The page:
IAPS passionately believes in the importance of sport as part of an all-round education for its pupils. All children should have access to enjoy and benefit from participating in sport, regardless of their background, ethnicity, gender or ability.
Where reasonably possible we will try to adapt our events to meet individuals needs in order they can participate in our events.
A good example of this comes from the swimming final in 2019. We put a starting light in the lane for a swimmer who has a hearing impairment, to signal the start of the race. An easy adaption for us to implement but a huge impact for the competitor.
If you have a child at your school who you would like to get involved in one of our events, but an adaptation would be required, please contact us to discuss.
Email [email protected] or call us on 01926 887833.
IAPS embraces diversity and is committed to equality of opportunity. We understand and respect that there can be differences between assigned sex and gender identity. We are entirely against discrimination, victimisation or harassment based on a person’s gender identity.
IAPS sport events follow National Governing Body rules and regulations, including their transgender guidance. Schools are required to follow the respective guidelines for each sport, including the pre and post puberty requirements, and enter children into events appropriately.
All National Governing bodies have transgender policies on their website. We have summarised the guidance from each NGB in one useful document here.
Support for schools
There are some useful links below for schools on how to effectively support transgender and gender questioning pupils and prevent transphobia.
Guidance from the CPSU Safe Use of Changing Facilities includes a section (at the very end) related to Transgender and transitioning children and a link to working with LGBT+ children.
Key Considerations for Schools, from Harrison Clark & Rickerby's Solicitors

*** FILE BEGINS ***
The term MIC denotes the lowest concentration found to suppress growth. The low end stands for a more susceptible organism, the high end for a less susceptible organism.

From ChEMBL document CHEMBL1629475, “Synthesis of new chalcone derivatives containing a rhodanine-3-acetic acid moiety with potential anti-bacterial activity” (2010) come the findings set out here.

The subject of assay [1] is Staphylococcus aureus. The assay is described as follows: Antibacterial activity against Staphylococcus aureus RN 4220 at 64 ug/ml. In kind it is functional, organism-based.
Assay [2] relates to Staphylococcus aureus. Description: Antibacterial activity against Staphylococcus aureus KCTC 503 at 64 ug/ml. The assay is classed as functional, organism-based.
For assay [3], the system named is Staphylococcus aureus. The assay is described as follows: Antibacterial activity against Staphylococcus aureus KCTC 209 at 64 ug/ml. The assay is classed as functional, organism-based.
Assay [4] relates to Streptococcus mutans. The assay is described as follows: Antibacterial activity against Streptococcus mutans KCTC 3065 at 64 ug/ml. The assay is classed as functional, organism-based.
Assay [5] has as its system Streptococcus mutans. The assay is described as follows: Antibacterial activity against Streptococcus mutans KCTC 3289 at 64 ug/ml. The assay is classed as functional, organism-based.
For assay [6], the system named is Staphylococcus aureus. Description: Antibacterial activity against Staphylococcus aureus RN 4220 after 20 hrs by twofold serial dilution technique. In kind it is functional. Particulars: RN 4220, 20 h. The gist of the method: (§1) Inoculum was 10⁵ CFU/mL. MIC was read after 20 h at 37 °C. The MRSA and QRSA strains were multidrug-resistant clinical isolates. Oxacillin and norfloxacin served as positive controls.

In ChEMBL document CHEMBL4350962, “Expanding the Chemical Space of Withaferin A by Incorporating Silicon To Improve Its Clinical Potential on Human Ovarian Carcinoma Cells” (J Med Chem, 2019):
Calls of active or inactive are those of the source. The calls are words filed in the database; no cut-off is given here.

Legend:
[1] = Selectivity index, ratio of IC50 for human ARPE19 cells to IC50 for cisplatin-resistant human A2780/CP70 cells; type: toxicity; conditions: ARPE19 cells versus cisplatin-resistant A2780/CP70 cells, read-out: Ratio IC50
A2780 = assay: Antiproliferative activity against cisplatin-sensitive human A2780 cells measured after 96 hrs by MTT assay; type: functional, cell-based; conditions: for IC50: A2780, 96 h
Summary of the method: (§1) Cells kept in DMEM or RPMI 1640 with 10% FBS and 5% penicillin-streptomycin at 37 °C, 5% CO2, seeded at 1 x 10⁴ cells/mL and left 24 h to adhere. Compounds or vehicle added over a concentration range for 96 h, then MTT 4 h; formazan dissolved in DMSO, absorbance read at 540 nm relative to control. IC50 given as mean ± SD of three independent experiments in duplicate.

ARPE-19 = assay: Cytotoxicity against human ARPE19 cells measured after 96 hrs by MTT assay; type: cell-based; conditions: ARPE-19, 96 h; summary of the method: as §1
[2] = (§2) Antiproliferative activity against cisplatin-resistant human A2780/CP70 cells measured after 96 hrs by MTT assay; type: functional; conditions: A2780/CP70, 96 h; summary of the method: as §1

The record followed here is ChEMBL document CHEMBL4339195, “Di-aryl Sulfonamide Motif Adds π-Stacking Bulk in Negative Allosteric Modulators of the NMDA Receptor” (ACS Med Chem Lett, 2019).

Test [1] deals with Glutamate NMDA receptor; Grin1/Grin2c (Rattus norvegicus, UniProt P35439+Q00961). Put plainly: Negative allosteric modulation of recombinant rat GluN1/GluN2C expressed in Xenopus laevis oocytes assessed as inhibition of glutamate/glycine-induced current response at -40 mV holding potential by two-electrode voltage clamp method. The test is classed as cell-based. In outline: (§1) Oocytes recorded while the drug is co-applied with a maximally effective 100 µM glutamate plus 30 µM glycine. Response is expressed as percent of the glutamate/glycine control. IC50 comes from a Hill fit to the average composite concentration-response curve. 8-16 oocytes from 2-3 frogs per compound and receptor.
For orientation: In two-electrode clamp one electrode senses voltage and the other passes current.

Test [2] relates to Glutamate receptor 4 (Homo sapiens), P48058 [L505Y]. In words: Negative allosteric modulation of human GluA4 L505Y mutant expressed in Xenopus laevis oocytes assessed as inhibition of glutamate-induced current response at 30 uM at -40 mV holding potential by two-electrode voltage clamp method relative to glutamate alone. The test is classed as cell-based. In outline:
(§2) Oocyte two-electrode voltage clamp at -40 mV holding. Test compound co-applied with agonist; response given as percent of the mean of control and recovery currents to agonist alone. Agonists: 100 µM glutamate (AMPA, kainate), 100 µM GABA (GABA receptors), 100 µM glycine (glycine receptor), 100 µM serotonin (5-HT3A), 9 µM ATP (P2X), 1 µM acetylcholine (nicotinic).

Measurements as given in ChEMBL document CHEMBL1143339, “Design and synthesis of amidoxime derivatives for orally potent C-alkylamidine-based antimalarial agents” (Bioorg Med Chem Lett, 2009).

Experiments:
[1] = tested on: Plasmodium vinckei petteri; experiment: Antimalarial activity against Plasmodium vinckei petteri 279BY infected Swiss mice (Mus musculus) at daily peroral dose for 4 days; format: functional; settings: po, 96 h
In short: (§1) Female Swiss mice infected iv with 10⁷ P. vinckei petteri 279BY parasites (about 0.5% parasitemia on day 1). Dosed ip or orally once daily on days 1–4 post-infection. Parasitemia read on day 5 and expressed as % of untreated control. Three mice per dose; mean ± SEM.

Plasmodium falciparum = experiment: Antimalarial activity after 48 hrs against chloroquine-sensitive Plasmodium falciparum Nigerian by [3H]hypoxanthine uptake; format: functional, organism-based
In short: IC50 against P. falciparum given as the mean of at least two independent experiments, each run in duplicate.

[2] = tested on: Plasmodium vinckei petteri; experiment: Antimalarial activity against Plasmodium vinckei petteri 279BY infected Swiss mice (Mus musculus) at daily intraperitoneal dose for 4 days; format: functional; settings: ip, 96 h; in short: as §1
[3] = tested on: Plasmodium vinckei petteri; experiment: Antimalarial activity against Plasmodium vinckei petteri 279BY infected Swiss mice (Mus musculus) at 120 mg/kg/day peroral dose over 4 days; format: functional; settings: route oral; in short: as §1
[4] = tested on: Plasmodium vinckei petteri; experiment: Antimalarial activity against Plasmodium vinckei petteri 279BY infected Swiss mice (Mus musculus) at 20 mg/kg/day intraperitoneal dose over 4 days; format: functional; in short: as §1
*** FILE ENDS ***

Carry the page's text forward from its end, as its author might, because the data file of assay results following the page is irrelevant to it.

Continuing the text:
The following organisations provide excellent advice, support and resources on inclusivity in sport. Also, some offer an outstanding array of disability and inclusive sports activities.
National Disability Sports Organisations
There are eight NDSOs. They are a good starting point for any school looking to find more out about disability and inclusive sports. They provide advice, support and opportunities for people of all ages with specific impairments.
The eight NDSOs are:
- British Blind Sport
- Cerebral Palsy Sport
- Dwarf Sports Association UK
- LimbPower, Mencap
- Special Olympics Great Britain
- UK Deaf Sport
This document explains more about each NDSO and how you can get in touch with them.
Activity Alliance is a charity who help people with a disability make active lives possible, by enabling organisations to support individual disabled people to be active and stay active for life.
They also work with regional, coaching and education networks, including the County Sports Partnerships, clubs and schools.
Youth Sport Trust
The Youth Sport Trust (YST) are a children’s charity working to ensure every child enjoys the life-changing benefits that come from play and sport. Their work reaches around 20,000 schools across the UK and they operate on a local, national and global level. They lead in schools, partner in the community and support in the home.
Youth Sport Trust has a dedicated Inclusion team, striving to ensure young people have the opportunity to participate in PE and Sport, regardless of their background, ethnicity, gender, ability or any other personal characteristic.
A list of useful links can be found here.